The Tories lack “bottom”

The Tory leadership under David Cameron clearly lack something. Their followers don’t know what the party’s for. The Cameroons are a bit controlling. Blairite, then. But there’s something more…

I argued in my book, Mr Cameron’s Makeover Politics, that the new Tories are unnecessarily scared of their own history. I argued that the Tories are useful to the country because they are authentic rather than attractive.

I should have gone into this a little more brutally. Labour has always had the luxury of being dissident and insurgent, and it was Blair’s genius to play on these themes whilst enhancing the party’s claim to be capable of governing.

David Cameron doesn’t have that sort of option, even as he seeks to emulate the Blairite approach to nearly everything. How do you reverse the Tories’ historic reputation for being good at government, except by making a fool of yourself?

The Cameroons have reached for all sorts of Californian and pseudo-hippy stuff about a post-bureaucratic state and localism. You can see what they’re doing: they are overturning any old Tory tropes in the hopes of seeming fresh.

That much I grasped early on.

I hadn’t properly explored a further problem. That Labour was inexperienced in 1997 didn’t really matter: their freshness trumped their weakness.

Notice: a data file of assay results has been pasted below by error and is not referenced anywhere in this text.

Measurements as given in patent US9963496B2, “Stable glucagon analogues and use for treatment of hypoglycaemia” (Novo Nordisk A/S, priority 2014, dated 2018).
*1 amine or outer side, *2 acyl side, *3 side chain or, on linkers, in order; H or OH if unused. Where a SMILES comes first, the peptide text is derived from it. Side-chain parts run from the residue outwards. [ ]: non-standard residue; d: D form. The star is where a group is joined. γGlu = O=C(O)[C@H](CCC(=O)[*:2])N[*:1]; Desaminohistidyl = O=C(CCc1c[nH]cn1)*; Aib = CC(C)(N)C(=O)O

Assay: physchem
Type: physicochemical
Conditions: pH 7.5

But the Tories, it seems to me, are paying a huge price for their having little experience whilst at the same time binning the idea of authentic, competent, Tory rule.

In short, the Tories cannot afford to be the party which is uninterested in “bottom” and doesn’t have any.

It did not matter to Labour in 1997 that it had no Big Beasts, but it does to the Tories now. Blair hung on an ancient Labour theme: the goal of compassion. Cameron has thrown out a very important Tory one: the inhertance of competence.

A whole generation of Tories is missing. Various accidents of history mean that men like Stephen Dorrell, Peter Lilley, William Waldegrave and Chris Patten (and plenty of others) are not in play.

This is a pity, but not a tragedy. It means that the Tories should have worked all the harder to show that they want to govern as fresh young people, but do so in charge of a revitalised state, including a refreshed Whitehall and Westminster.

I’m afraid the Cameroons have thrown away a huge chance to engage the electorate in a project of national reinvigoration. They may well pay for this by having a small electoral victory, and – worse – only a small chance of governing well.

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Publication date

27 February 2010